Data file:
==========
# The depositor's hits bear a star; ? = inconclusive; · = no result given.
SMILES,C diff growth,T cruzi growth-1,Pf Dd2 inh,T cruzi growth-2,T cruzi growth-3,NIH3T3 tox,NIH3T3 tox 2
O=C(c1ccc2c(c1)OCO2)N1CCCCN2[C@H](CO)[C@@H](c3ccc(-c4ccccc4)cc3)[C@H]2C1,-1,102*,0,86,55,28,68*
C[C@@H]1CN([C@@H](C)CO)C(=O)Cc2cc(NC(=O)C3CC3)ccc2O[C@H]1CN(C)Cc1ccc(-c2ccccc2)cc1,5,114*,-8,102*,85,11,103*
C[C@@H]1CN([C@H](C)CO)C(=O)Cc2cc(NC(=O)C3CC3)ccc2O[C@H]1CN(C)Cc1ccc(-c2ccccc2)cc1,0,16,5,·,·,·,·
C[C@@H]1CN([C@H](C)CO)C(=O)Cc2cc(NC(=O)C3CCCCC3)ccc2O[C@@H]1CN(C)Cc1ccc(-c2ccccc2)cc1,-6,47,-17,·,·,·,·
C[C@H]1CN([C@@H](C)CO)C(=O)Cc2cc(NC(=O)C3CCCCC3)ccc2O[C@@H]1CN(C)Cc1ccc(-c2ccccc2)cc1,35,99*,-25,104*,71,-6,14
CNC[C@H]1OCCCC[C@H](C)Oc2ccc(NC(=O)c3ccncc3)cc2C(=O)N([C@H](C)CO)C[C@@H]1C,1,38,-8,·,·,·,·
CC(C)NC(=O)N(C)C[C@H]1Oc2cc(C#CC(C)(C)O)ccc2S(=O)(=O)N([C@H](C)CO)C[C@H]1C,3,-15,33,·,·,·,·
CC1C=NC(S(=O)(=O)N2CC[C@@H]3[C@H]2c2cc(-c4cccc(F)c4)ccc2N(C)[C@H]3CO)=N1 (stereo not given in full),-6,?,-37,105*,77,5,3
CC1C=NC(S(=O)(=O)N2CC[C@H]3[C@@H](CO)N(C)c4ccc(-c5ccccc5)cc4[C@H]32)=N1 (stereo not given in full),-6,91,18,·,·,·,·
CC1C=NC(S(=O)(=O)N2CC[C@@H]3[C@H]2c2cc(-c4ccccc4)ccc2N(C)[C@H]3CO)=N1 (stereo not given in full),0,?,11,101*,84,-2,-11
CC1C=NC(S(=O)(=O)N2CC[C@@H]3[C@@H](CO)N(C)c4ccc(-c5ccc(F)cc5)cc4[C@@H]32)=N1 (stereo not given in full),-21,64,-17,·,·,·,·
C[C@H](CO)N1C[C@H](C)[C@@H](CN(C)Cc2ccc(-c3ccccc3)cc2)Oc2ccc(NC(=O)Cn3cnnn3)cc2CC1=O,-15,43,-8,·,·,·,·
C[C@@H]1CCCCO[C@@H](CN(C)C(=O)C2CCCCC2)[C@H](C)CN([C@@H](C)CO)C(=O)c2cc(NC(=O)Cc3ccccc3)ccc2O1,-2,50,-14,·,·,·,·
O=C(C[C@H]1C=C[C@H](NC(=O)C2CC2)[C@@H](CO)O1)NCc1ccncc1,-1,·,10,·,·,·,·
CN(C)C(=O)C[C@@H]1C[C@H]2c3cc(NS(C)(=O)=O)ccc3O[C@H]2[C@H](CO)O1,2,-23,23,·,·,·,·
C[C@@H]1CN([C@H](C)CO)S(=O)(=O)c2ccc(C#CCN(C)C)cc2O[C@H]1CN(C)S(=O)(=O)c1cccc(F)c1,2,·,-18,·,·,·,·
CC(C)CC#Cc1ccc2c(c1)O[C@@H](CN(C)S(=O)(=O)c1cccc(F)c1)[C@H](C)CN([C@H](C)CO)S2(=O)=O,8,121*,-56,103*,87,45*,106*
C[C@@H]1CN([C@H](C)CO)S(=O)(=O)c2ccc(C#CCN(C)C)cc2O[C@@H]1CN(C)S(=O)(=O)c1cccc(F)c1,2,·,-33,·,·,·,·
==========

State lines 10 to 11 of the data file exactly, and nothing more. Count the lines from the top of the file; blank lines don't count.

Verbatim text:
CC1C=NC(S(=O)(=O)N2CC[C@@H]3[C@H]2c2cc(-c4cccc(F)c4)ccc2N(C)[C@H]3CO)=N1 (stereo not given in full),-6,?,-37,105*,77,5,3
CC1C=NC(S(=O)(=O)N2CC[C@H]3[C@@H](CO)N(C)c4ccc(-c5ccccc5)cc4[C@H]32)=N1 (stereo not given in full),-6,91,18,·,·,·,·